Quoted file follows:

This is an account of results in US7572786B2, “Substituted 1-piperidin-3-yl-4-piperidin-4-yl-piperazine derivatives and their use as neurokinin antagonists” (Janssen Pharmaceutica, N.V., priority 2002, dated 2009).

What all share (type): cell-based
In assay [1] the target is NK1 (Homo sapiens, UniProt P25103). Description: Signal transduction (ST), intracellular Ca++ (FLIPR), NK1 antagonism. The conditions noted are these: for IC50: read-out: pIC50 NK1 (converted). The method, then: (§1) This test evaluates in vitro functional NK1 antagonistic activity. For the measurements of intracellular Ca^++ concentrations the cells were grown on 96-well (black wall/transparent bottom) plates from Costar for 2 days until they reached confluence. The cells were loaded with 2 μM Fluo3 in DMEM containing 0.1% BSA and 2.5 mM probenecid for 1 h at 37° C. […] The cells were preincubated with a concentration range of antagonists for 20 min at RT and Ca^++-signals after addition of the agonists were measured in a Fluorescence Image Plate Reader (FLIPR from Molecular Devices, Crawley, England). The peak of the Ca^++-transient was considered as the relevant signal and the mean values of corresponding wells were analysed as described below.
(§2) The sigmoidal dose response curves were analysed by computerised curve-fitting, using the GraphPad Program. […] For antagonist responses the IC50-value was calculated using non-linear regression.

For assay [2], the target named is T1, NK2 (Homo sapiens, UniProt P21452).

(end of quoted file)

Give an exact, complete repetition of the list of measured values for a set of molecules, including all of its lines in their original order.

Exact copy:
This is an account of results in US7572786B2, “Substituted 1-piperidin-3-yl-4-piperidin-4-yl-piperazine derivatives and their use as neurokinin antagonists” (Janssen Pharmaceutica, N.V., priority 2002, dated 2009).

What all share (type): cell-based
In assay [1] the target is NK1 (Homo sapiens, UniProt P25103). Description: Signal transduction (ST), intracellular Ca++ (FLIPR), NK1 antagonism. The conditions noted are these: for IC50: read-out: pIC50 NK1 (converted). The method, then: (§1) This test evaluates in vitro functional NK1 antagonistic activity. For the measurements of intracellular Ca^++ concentrations the cells were grown on 96-well (black wall/transparent bottom) plates from Costar for 2 days until they reached confluence. The cells were loaded with 2 μM Fluo3 in DMEM containing 0.1% BSA and 2.5 mM probenecid for 1 h at 37° C. […] The cells were preincubated with a concentration range of antagonists for 20 min at RT and Ca^++-signals after addition of the agonists were measured in a Fluorescence Image Plate Reader (FLIPR from Molecular Devices, Crawley, England). The peak of the Ca^++-transient was considered as the relevant signal and the mean values of corresponding wells were analysed as described below.
(§2) The sigmoidal dose response curves were analysed by computerised curve-fitting, using the GraphPad Program. […] For antagonist responses the IC50-value was calculated using non-linear regression.

For assay [2], the target named is T1, NK2 (Homo sapiens, UniProt P21452).